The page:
Sun protection low in relatives of skin cancer patients
MedWire News: Relatives of melanoma patients are ignoring sun safety advice, despite having an increased risk for skin cancer, researchers report.
The findings indicate that family members at risk for melanoma might benefit from interventions highlighting the efficacy of sun protection and reducing the perceived benefits of sunbathing and tanning.
Sharon Manne (University of Medicine and Dentistry of New Jersey, New Brunswick, USA) and colleagues evaluated a number of demographic, medical, psychological, and social factors that might influence sun protection and sunbathing behavior in 545 first-degree relatives of patients with melanoma.
They found that relatives were more likely to use sun protection if they were well educated, did not perceive sunbathing as beneficial, were aware of the efficacy of sun protection, had greater concerns about photo-aging, and had healthy attitudes to sun protection.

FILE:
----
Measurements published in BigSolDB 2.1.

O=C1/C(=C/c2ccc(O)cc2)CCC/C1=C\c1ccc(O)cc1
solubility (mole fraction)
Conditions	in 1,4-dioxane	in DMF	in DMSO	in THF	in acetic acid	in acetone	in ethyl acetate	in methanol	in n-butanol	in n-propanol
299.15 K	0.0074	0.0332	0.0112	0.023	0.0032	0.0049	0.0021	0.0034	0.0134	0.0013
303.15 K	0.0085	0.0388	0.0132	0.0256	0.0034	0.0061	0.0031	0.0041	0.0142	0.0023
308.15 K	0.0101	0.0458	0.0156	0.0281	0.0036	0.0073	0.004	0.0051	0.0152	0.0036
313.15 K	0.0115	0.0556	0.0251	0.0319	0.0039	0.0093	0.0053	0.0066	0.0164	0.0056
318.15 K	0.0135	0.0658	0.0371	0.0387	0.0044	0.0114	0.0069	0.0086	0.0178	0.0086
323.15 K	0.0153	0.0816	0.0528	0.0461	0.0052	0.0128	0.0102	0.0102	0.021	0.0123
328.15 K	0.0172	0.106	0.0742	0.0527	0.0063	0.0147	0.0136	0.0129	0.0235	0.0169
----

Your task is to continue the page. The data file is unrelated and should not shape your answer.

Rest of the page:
The relatives most likely to report higher levels of sunbathing were younger, tended to be female, endorsed fewer sunscreen barriers, saw sunbathing as beneficial, and thought tanned skin was attractive.
The researchers note in the online journal BMC Public Health that the sun protection or exposure behavior of relatives was not influenced by the severity of the patient's cancer or the fact that the relatives' own melanoma risk was increased.
They suggest that interventions to improve sun protection for family members at possible risk for melanoma should highlight the improvements in the ease of sunscreen use, including the incorporation of SPF 15 or higher sunscreen in moisturizers and the development of spray on and unscented, non-greasy versions.
Emphasizing the cosmetic and photo-aging effects of sun exposure on people's appearance by using age-progressed pictures could also be effective at promoting sun protection, particularly among younger people.
"In view of the rising incidence of melanoma, the development and testing of such interventions is an important public health issue," Manne and team comment.
They also say that "general practitioners should ask about a family history of skin cancer and refer these individuals to a dermatologist."
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By Lucy Piper